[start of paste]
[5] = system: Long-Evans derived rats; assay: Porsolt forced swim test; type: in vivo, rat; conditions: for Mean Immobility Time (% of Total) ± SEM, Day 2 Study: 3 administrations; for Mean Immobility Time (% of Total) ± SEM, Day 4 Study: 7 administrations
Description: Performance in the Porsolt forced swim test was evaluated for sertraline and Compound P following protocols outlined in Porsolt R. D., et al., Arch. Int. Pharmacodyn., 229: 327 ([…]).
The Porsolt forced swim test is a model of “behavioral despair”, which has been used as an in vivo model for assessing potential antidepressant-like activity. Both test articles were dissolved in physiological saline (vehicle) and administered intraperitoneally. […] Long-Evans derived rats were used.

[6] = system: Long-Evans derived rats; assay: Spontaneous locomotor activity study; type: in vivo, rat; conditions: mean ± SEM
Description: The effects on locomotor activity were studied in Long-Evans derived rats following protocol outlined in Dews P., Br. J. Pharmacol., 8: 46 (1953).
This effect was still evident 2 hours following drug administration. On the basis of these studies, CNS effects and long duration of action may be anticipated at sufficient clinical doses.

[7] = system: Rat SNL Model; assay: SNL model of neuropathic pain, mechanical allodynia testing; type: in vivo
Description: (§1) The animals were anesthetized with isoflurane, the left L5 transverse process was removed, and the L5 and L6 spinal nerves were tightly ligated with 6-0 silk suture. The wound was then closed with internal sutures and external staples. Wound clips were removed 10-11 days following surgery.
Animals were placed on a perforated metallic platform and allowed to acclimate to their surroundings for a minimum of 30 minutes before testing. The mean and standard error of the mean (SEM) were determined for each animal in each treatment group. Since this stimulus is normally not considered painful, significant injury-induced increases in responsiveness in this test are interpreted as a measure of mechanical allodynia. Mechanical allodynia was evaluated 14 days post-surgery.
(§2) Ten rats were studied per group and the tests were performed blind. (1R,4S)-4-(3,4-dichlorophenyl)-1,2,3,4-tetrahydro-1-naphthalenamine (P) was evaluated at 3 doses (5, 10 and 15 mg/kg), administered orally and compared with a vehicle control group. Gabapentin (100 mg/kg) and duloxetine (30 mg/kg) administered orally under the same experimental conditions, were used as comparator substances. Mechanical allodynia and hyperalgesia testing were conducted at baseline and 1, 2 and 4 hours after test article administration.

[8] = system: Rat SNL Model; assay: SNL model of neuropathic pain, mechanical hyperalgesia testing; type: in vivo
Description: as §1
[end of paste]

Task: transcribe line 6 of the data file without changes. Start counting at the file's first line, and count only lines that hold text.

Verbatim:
This effect was still evident 2 hours following drug administration. On the basis of these studies, CNS effects and long duration of action may be anticipated at sufficient clinical doses.